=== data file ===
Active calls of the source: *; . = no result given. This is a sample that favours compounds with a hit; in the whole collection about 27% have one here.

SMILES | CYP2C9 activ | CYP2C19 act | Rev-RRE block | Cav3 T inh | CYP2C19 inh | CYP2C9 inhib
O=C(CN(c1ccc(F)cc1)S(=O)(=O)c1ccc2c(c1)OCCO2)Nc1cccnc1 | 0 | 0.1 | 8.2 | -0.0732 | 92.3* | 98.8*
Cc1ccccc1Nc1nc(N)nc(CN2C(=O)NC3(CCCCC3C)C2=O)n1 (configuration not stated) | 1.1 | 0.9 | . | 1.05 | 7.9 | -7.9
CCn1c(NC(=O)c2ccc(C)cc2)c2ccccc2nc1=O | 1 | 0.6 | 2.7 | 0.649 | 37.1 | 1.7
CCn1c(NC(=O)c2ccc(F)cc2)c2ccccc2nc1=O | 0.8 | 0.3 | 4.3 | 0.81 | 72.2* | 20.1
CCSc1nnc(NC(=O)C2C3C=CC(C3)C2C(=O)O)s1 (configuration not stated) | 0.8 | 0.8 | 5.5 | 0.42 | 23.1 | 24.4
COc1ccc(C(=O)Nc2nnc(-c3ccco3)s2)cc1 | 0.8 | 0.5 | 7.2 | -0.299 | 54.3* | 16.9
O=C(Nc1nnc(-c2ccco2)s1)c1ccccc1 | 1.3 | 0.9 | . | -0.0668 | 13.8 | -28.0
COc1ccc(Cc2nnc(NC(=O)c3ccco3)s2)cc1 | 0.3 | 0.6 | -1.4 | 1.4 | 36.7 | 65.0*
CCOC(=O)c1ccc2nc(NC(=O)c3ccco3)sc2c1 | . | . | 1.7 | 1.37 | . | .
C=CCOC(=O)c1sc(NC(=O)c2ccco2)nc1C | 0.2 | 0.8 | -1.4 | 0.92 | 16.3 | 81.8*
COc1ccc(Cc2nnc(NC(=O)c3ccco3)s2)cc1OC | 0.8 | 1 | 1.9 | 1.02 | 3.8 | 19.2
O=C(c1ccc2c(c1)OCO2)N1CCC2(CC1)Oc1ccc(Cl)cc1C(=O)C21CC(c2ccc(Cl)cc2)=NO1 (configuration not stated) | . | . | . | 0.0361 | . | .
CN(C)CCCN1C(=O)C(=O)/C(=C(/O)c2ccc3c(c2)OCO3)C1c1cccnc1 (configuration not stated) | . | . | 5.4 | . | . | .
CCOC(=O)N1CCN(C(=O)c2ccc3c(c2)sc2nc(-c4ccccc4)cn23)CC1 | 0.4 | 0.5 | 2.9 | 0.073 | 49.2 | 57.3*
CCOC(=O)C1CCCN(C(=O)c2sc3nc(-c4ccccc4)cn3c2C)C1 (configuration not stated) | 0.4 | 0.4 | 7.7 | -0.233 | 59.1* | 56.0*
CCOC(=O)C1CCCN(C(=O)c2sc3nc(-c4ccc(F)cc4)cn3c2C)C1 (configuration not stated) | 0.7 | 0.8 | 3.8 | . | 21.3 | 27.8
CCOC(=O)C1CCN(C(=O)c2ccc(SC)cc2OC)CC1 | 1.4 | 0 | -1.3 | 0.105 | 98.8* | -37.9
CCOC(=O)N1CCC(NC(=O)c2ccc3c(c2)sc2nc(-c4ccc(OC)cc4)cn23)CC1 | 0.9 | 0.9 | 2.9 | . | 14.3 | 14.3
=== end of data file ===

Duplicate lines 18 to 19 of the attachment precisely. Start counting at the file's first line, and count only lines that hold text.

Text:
CCOC(=O)C1CCCN(C(=O)c2sc3nc(-c4ccc(F)cc4)cn3c2C)C1 (configuration not stated) | 0.7 | 0.8 | 3.8 | . | 21.3 | 27.8
CCOC(=O)C1CCN(C(=O)c2ccc(SC)cc2OC)CC1 | 1.4 | 0 | -1.3 | 0.105 | 98.8* | -37.9